The Civil Rights History Project: Survey of Collections and Repositories
A. W. Willis, Jr. collection
Repository: Memphis Public Library & Information Center
Collection Description (CRHP): A World War II veteran, A. W. Willis, Jr., was one of the key leaders of the civil rights movement in Memphis. He was a lawyer and businessman, particularly involved with housing matters. As a member of the legal team of the local National Association for the Advancement for Colored People branch, he was involved with civil rights lawsuits and defended the sit-in demonstrators in Memphis. He also served on James Meredith's legal counsel when Meredith sought to integrate the University of Mississippi in 1961. In Memphis, one of Willis's children was one of the first to desegregate schools in the city. Willis also was highly involved in politics and a leader of both the powerful local black political club the Shelby County Democratic Club and statewide Tennessee Voters Council, an African American political organization. In 1964, he became the first African American elected to the Tennessee legislature in the 20th century. Three years later, he made a bid to be mayor of Memphis though he was unsuccessful. Although this collection does not contain any formal oral histories of Willis, it does include a transcript of a 1982 interview that Dr. Miriam DeCosta Willis conducted of Willis's aunt, Beatrice Willis Smith, about her life in Mississippi. In addition, Box 9 contains a video made after his death. It includes footage of interviews of Willis, his children, his friends, and his associates as well as a testimonial dinner held for him in 1987 that many African Americans active in civil rights attended.
Collection Description (Extant): The A. W. Willis, Jr. Collection was donated to the Memphis Public Library and Information Center by Willis's widow, Dr. Miriam DeCosta Willis on January 10, 2003. Comprised of ten boxes, this collection contains correspondence, newspaper clippings, programs, reports, and other documents relating to Willis's public and private life starting in the early 1950s and continuing after his death in 1988. The collection also contains an impressive amount of photographs. There are five boxes of photographs ranging from family snapshots and portraits to landmark events in Memphis's Civil Rights Movement. There are several photographs done by Ernest Withers, famous for his Civil Rights photography.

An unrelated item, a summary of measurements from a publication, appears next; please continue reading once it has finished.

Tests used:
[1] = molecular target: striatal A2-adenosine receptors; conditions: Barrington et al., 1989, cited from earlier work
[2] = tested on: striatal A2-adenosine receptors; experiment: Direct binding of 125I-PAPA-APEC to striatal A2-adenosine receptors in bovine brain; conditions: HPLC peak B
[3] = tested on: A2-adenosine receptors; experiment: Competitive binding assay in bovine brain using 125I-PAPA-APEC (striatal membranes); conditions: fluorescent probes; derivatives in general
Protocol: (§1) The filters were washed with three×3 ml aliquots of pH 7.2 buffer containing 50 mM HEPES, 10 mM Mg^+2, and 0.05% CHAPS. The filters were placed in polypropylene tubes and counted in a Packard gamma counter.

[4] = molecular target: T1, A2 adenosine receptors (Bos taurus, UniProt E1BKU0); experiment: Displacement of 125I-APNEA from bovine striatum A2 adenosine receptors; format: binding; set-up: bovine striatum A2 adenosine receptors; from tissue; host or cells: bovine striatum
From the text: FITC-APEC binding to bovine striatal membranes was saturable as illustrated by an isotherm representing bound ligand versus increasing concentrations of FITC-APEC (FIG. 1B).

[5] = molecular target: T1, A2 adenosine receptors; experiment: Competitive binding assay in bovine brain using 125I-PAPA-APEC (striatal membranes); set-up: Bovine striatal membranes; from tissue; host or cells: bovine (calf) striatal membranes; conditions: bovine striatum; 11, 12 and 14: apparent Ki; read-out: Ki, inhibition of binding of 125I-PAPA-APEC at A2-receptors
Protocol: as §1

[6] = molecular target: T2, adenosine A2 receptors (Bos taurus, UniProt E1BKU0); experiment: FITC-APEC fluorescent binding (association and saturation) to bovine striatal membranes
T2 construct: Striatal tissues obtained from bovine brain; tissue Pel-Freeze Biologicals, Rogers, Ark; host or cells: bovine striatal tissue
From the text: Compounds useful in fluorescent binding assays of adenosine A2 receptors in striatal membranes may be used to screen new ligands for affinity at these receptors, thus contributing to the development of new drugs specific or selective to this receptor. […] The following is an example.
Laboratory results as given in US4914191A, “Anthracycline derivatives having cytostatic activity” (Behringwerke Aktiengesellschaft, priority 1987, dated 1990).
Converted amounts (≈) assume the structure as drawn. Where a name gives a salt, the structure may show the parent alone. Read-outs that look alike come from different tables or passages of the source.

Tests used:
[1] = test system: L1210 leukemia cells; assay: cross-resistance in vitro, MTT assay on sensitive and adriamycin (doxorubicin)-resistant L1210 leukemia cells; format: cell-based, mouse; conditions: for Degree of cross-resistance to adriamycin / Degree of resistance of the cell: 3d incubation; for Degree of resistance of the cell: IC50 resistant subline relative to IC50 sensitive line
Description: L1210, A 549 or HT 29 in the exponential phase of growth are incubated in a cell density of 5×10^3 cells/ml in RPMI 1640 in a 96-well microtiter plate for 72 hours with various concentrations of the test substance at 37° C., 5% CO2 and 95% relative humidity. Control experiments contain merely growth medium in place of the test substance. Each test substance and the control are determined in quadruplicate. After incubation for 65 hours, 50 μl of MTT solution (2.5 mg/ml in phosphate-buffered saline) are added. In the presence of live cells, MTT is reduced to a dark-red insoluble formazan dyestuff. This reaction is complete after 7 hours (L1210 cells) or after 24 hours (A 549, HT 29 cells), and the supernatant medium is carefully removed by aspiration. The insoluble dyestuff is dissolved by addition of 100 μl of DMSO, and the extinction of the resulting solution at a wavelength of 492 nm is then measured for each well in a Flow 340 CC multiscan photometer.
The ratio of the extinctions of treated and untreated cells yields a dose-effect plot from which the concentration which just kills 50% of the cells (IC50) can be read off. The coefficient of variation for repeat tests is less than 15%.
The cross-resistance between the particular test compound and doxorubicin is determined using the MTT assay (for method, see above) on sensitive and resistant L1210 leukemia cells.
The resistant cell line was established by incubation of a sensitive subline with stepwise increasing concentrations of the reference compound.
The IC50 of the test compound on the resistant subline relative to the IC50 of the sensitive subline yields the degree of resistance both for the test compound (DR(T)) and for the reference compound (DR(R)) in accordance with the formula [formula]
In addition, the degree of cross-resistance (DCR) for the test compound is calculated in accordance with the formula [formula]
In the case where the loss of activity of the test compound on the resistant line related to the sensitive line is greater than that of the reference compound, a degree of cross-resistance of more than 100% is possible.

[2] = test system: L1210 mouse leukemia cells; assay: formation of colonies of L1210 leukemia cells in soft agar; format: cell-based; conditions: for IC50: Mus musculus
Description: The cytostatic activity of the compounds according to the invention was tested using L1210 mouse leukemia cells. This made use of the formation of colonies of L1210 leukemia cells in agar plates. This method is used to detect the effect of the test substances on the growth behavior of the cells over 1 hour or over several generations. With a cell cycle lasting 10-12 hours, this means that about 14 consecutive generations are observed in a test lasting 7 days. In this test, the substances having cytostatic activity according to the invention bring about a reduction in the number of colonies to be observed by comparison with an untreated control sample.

The collection contains information on several topics in Memphis and in Tennessee including: Memphis Civil Rights history; Willis's political career; Memphis and Tennessee politics in the 1960s and 1980s (particularly Dick Hackett's 1986 campaign for Mayor and Ned McWherter's 1986 campaign for Governor); the National Democratic Convention; the operation of Willis's various businesses; the failed merging of the Church of God in Christ and LeMoyne-Owen College; Beale Street Development; Church Park; the founding of the National Civil Rights Museum; and family information including various wills and trusts.
Access Copy Note: A finding aid that contains annotated descriptions of each folder is available for access at the Memphis and Shelby County room. An image of it and some information from it is available at the collection URL listed below.
Collection URL: http://memphislibrary.contentdm.oclc.org/cdm/singleitem/collection/p13039coll1/id/38
Digital Status: No
Extent: 10 boxes
Interviewees: Beatrice Willis Smith, A. W. Willis, Jr.
Rights (Extant): Permission to reproduce or publish this item is required and may be subject to copyright or other legal restrictions imposed by parties outside of the Library. Please contact the History Department of the Memphis Public Library & Information Center.
African American businesspeople
African American lawyers
African American political activists--Tennessee
African American politicians--Tennessee
African Americans--Civil rights--Tennessee
Civil rights movements--Tennessee
Meredith, James, 1933-
National Association for the Advancement of Colored People
Tennessee--Politics and government